Yes, an AMOLED display would have been better, but at this price point, we do get good value for the money with an IPS panel. In terms of brightness, the smartwatch comes already set to 75% which is bright enough for indoors and even some cloudy days. If it’s very sunny, you could go all the way up to 100%, which should be enough for a quick glance on your screen, but it will also eat up a bit more from your battery. Not that it would matter that much considering the battery life performance of the W12.
The viewing angle is also fairly decent, again, due to the display being IPS, so you should be able to see what’s happening on the screen from the sides without problems (the black level will look less saturated, but that’s about it).
Imilab did not disclose the internal hardware of the W12, but, considering that it’s apparently an updated version of the KW66, I assume that the changes were mostly in terms of design and some adjustments in software. This means that the inside components should be pretty much the same. That being said, I assume that the Imilab W12 is equipped with a Realtek RTL8762C CPU, it has 160KB of RAM and 348KB + 16MB of flash memory. And it does make sense when you start roaming the interface because that amount of RAM does make itself noticeable when you move through the icons – at first I thought it’s the weird animation, but now I am not so sure. For the wireless connectivity, the W12 makes use of Bluetooth v5.0 and no, there is no way to connect to your WiFi network. Furthermore, in terms of sensors, besides the HR monitor and the SpO2 sensor, there’s an accelerometer and a proximity sensor. Unfortunately, there is no support for GPS.
The Software Experience
The Imilab W12 comes with a variation of the same software that we see on most inexpensive smartwatches, so no, it’s not WearOS, but a very lightweight OS which offers some basic options. It does indeed feel bare-bones, but it does have some of the expected features available. After I took the smartwatch from the package, it still had about 78 percent of battery left, so I could immediately roam the user interface which is very simple.
You can slide from the top to check the battery, to adjust the brightness, to enable the silent mode and I also saw that it has a ‘Find my phone’ function available which has proven to be very useful (and not very common on smartwatches under $100). If you slide right, you will be able to move through a series of utility windows which show the number of steps you have taken, the heart rate, the O2 saturation, the weather, your sleep quality and you should also be able to control your music playlist (from your phone). If you slide down from the main window, you get to see the notifications. I did enable most types of notification from the app, so I was notified when someone was calling and even when I got new emails. I know that there was a problem with the notifications on the KW66, but it seems to have been fixed on the W12.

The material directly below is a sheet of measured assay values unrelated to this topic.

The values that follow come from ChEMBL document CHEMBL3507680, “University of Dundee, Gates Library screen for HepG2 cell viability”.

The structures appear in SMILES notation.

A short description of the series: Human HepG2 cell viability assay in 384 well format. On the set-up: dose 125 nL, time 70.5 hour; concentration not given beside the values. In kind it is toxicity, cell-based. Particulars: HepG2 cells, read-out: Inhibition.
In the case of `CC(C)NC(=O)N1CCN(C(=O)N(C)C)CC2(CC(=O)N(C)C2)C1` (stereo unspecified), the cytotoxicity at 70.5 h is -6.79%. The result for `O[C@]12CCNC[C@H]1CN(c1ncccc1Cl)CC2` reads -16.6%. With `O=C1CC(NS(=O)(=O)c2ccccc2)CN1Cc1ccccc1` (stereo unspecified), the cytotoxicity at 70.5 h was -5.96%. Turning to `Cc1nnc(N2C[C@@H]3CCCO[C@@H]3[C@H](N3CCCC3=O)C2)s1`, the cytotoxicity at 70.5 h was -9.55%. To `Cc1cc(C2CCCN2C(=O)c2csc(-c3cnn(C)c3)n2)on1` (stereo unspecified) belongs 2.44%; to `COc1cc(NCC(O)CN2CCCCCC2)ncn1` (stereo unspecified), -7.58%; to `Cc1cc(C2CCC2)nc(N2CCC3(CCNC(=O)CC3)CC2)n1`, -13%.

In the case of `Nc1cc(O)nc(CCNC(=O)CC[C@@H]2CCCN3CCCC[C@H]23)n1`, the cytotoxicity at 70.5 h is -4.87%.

Swiping left will summon the menu and here you get to access the Training suite of apps which includes a few types of workouts (running, walking, cycling, climbing, spinning bike, yoga, rope jumping, badminton, pin-pong, boating and more). You can also check some of the aforementioned stats that you get by swiping right on the main window and, under Settings, you can pair the smartwatch to the GloryFit app. You don’t have to run some elaborate pairing process to pair the Imilab to a phone, just download it, create an account and enable some of the required permissions. After that, you should be able to sync various types of watchfaces (there are a few on the smartwatch as well), set the notifications, check the stats that the app got from the smartwatch sensors and update the firmware.
The Battery Life
The smartwatch is equipped with a 330mAh rechargeable battery which is a bit smaller than some Amazfit smartwatches, but bigger than the Umidigi Uwatch 3S. The manufacturer says that the battery can last up to 30 days and it’s true if you leave it on your counter and forget about it for a month. If you do end up wearing it and enable the tilt-to-wake function, a 10-day battery life is more realistic. I know that some people managed to push it up to 2 weeks which is still very much impressive, but not unexpected considering the functions that the Imilab W12 offers. Inside the package you will get a charging cable which is, as expected, proprietary and it’s also magnetic, but it can easily detach if you move the smartwatch even a little bit.
The Imilab W12 is definitely an improved version of the KW66, featuring a more refined software (far from a complete revamp, but it definitely has fixed some of the quirks of the KW66), but it’s still very much bare-bones, so don’t expect some advanced features as you would get on more expensive smartwatches. So yes, it’s not the most exciting device, but it’s an interesting option to take into account considering that it has an elegant exterior, so it could easily match a formal attire and there’s also the long-lasting battery life, something that a lot of other more expensive smartwatches are struggling to achieve.